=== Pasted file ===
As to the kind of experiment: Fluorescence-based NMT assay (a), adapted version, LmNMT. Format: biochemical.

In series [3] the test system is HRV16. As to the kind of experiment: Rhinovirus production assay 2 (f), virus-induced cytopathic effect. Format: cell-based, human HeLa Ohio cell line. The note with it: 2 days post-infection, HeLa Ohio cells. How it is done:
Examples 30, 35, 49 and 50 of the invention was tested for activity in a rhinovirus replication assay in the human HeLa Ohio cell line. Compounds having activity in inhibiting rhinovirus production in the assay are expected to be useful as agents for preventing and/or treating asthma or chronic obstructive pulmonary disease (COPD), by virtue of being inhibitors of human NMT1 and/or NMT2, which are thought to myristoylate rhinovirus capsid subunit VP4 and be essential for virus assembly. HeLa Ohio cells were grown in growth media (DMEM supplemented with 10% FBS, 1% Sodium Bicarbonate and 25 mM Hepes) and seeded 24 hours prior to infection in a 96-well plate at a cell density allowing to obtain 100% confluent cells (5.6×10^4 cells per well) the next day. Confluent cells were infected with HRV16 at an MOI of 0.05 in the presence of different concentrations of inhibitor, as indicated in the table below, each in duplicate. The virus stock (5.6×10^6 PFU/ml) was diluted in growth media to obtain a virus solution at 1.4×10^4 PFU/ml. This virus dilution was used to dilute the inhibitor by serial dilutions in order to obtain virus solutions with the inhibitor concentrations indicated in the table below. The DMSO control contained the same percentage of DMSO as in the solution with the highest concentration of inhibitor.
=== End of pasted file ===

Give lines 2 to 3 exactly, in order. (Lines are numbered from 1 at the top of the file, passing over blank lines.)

In series [3] the test system is HRV16. As to the kind of experiment: Rhinovirus production assay 2 (f), virus-induced cytopathic effect. Format: cell-based, human HeLa Ohio cell line. The note with it: 2 days post-infection, HeLa Ohio cells. How it is done:
Examples 30, 35, 49 and 50 of the invention was tested for activity in a rhinovirus replication assay in the human HeLa Ohio cell line. Compounds having activity in inhibiting rhinovirus production in the assay are expected to be useful as agents for preventing and/or treating asthma or chronic obstructive pulmonary disease (COPD), by virtue of being inhibitors of human NMT1 and/or NMT2, which are thought to myristoylate rhinovirus capsid subunit VP4 and be essential for virus assembly. HeLa Ohio cells were grown in growth media (DMEM supplemented with 10% FBS, 1% Sodium Bicarbonate and 25 mM Hepes) and seeded 24 hours prior to infection in a 96-well plate at a cell density allowing to obtain 100% confluent cells (5.6×10^4 cells per well) the next day. Confluent cells were infected with HRV16 at an MOI of 0.05 in the presence of different concentrations of inhibitor, as indicated in the table below, each in duplicate. The virus stock (5.6×10^6 PFU/ml) was diluted in growth media to obtain a virus solution at 1.4×10^4 PFU/ml. This virus dilution was used to dilute the inhibitor by serial dilutions in order to obtain virus solutions with the inhibitor concentrations indicated in the table below. The DMSO control contained the same percentage of DMSO as in the solution with the highest concentration of inhibitor.